**Seminars and Colloquiums**

for the week of October 30, 2017

for the week of October 30, 2017

*SPEAKERS*

Xia Chen, UTK, Tuesday

Andrew Starnes, UTK, Wednesday
**
**Vincent Heninburg, UTK, Wednesday

Jeremy Seigert, UTK, Wednesday

Prof. Ryan Hynd, University of Pennsylvania, Thursday

Dr. Christopher Strickland, UTK, Thursday

Ryan Unger, Thursday

Professor Jie Shen, Purdue University, Friday

*TEA TIME*

*3:00 pm – 3:30 pm
Monday, Tuesday,
Wednesday
Ayres 401
Hosted By: Alex Lacy & Alec Lewald*

**Tuesday, October 31st **

**STOCHASTICS/ PROBABILITY SEMINAR**

TITLE: Solving Parabolic Anderson with rough and critical Gaussian noise

SPEAKER: Xia Chen, UTK

TIME: 2:10-3:25pm

ROOM: Ayres 113

An important class of the parabolic Anderson equations are the ones with Gaussian noise given as the formal derivative of a fractional Brownian sheet. In this talk we consider the cases (1) when the fractional noise has rough components (i.e., the components with Hurster parameters less than half); (2). When the fractional noise produces only local solution.

Some unsolved problems will be mentioned.

** Wednesday, November 1st **

**ANALYSIS SEMINAR**

TITLE: The Loewner Equation via Examples

SPEAKER: Andrew Starnes, UTK

TIME: 2:30-3:20pm

ROOM: Ayres 113

The Loewner equation gives a correspondence between real functions and sets in the complex plane. In this talk, we will introduce the Loewner equation and look at several examples of this correspondence. After this, we will see some applications of the Loewner equation. Finally, we will discuss simulation methods of the Loewner equation. This talk will be accessible to graduate students who are currently enrolled or have taken real analysis.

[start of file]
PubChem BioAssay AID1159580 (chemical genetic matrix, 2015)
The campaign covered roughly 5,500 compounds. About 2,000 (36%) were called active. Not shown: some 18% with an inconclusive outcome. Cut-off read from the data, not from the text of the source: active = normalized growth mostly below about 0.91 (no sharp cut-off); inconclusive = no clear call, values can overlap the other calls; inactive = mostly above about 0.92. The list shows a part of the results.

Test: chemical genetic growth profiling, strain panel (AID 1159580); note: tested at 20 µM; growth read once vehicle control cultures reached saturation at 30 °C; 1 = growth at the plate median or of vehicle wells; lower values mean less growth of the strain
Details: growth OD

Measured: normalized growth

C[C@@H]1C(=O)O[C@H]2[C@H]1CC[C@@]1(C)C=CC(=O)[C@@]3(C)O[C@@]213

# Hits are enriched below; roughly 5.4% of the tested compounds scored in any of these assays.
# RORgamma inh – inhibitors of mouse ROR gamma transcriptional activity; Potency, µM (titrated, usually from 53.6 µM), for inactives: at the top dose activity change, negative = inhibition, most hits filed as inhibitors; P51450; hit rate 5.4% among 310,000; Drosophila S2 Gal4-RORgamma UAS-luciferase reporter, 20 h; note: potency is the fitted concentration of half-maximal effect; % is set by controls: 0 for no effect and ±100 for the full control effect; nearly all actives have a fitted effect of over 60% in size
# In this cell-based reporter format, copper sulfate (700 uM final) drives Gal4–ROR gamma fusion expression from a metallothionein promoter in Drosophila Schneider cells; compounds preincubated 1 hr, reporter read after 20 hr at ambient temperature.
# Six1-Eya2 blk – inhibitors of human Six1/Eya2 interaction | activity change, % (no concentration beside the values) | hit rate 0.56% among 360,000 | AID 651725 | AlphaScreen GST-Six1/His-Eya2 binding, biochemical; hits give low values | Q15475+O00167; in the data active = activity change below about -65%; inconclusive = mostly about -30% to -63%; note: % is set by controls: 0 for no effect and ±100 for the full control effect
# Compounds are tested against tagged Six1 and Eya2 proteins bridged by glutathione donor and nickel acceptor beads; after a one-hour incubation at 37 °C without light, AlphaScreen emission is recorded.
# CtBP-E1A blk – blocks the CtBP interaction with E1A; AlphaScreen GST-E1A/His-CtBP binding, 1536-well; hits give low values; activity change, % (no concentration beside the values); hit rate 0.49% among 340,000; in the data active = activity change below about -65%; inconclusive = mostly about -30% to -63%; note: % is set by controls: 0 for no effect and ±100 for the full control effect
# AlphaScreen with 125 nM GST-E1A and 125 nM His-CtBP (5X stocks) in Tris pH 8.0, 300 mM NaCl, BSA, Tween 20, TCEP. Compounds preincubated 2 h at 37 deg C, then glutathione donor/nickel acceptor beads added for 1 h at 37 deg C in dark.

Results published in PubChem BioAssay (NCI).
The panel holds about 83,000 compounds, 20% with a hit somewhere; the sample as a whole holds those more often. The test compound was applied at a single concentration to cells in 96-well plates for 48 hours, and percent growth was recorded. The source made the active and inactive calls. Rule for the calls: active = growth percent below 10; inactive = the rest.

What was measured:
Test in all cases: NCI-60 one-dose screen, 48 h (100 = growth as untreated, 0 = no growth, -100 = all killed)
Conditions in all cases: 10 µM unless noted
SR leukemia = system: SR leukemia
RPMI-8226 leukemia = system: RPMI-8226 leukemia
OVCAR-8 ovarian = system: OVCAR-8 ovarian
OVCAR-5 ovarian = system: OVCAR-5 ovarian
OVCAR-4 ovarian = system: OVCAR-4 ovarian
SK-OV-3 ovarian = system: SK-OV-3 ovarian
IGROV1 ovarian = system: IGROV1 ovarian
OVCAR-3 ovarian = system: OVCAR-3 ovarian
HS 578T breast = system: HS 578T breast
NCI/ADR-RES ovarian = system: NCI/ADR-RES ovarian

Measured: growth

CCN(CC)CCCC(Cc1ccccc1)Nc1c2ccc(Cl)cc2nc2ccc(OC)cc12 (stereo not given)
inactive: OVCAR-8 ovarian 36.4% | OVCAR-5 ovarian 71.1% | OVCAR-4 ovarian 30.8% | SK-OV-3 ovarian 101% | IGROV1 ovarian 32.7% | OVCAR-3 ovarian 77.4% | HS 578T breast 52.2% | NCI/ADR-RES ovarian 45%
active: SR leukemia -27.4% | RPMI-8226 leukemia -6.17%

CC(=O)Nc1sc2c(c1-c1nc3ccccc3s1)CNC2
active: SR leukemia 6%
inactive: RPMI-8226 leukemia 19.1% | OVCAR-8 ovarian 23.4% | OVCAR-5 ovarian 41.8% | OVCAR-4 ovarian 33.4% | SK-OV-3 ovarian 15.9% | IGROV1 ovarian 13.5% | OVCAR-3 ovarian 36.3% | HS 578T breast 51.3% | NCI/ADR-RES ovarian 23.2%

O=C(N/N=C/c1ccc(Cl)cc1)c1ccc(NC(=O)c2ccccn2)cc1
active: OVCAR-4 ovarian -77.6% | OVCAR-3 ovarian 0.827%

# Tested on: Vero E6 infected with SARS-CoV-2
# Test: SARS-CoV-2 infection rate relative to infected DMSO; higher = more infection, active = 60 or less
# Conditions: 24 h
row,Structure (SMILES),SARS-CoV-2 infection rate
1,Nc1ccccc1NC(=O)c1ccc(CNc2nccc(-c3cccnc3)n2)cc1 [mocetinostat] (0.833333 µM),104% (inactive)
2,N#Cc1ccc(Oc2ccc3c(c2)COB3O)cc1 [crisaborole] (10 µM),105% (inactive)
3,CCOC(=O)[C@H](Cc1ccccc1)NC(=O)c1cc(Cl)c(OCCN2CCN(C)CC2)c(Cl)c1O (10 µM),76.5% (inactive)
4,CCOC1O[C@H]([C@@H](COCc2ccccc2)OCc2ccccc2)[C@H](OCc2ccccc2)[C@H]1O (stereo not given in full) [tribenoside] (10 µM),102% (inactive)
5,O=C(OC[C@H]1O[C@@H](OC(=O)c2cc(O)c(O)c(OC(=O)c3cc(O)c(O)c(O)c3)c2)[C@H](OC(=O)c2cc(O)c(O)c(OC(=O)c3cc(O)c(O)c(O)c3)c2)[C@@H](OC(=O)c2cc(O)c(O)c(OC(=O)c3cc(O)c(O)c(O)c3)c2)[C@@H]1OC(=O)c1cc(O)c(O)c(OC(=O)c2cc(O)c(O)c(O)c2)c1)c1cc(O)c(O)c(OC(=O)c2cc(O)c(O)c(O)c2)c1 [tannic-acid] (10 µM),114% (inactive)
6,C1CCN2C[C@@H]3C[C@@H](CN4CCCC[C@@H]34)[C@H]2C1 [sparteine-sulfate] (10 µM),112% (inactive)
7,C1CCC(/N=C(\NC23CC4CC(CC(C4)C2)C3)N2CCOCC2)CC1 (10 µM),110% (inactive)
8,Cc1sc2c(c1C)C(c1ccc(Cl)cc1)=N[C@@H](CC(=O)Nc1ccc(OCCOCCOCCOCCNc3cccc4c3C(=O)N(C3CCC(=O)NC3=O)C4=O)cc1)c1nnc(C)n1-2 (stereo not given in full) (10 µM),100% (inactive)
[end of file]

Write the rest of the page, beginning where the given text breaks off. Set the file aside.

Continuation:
** COMPUTATIONAL and APPLIED MATHEMATICS (CAM) SEMINAR
**TITLE: Filtered Discrete Ordinates Equations

SPEAKER: Vincent Heninburg, UTK

TIME: 3:35-4:25pm

ROOM: Ayres 113

We develop a method to solve the radiative transport equation, in which we introduce a filtered term as a modification to the Discrete Ordinates (or $S_N$) Equations. Under certain conditions the $S_N$ method is known to create non-physical defects, referred to as “ray-effects”, in which the discrete ordinates leave an imprint on the numerical solution, appearing as a spatial distortion. We show that using this modification of the $S_N$ method greatly reduces the occurrence of “ray-effects” in the numerical solution. We present analysis of the method to determine under what conditions under which the numerical solution converges to the true solution. Moreover, to demonstrate the effectiveness of the method, numerical results to certain benchmark problems are shown.

**TOPOLOGY/ GEOMETRY SEMINAR
**TITLE: Deviancy of Coarse Spaces

SPEAKER: Jeremy Siegert, UTK

TIME: 3:35-4:25pm

ROOM: Ayres 405

Coarse embeddings became a topic of great interest after it was proven by Yu that groups admitting a coarse embedding into Hilbert space satisfy the Novikov conjecture. In this talk we will describe a fairly simple means of measuring how much a coarse map between metric (and more generally coarse) spaces “deviates” from being a coarse embedding. We then extend the idea to measuring how much a particular space can “deviate” from being coarsely embeddable in another space. In the process we will describe a class of coarse invariants.